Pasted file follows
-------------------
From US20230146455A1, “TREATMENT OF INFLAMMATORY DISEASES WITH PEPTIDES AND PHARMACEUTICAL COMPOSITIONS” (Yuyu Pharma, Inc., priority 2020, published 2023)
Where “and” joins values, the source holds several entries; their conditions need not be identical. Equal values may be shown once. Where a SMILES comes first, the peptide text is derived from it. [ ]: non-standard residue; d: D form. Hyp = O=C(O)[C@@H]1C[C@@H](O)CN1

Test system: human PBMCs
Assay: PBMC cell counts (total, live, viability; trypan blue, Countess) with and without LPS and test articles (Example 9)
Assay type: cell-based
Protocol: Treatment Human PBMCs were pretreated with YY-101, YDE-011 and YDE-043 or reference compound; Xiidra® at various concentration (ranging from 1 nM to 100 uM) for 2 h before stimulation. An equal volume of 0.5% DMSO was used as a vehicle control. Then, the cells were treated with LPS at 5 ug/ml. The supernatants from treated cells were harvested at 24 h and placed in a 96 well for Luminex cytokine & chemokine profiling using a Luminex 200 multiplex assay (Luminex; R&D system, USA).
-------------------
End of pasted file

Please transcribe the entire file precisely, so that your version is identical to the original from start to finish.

From US20230146455A1, “TREATMENT OF INFLAMMATORY DISEASES WITH PEPTIDES AND PHARMACEUTICAL COMPOSITIONS” (Yuyu Pharma, Inc., priority 2020, published 2023)
Where “and” joins values, the source holds several entries; their conditions need not be identical. Equal values may be shown once. Where a SMILES comes first, the peptide text is derived from it. [ ]: non-standard residue; d: D form. Hyp = O=C(O)[C@@H]1C[C@@H](O)CN1

Test system: human PBMCs
Assay: PBMC cell counts (total, live, viability; trypan blue, Countess) with and without LPS and test articles (Example 9)
Assay type: cell-based
Protocol: Treatment Human PBMCs were pretreated with YY-101, YDE-011 and YDE-043 or reference compound; Xiidra® at various concentration (ranging from 1 nM to 100 uM) for 2 h before stimulation. An equal volume of 0.5% DMSO was used as a vehicle control. Then, the cells were treated with LPS at 5 ug/ml. The supernatants from treated cells were harvested at 24 h and placed in a 96 well for Luminex cytokine & chemokine profiling using a Luminex 200 multiplex assay (Luminex; R&D system, USA).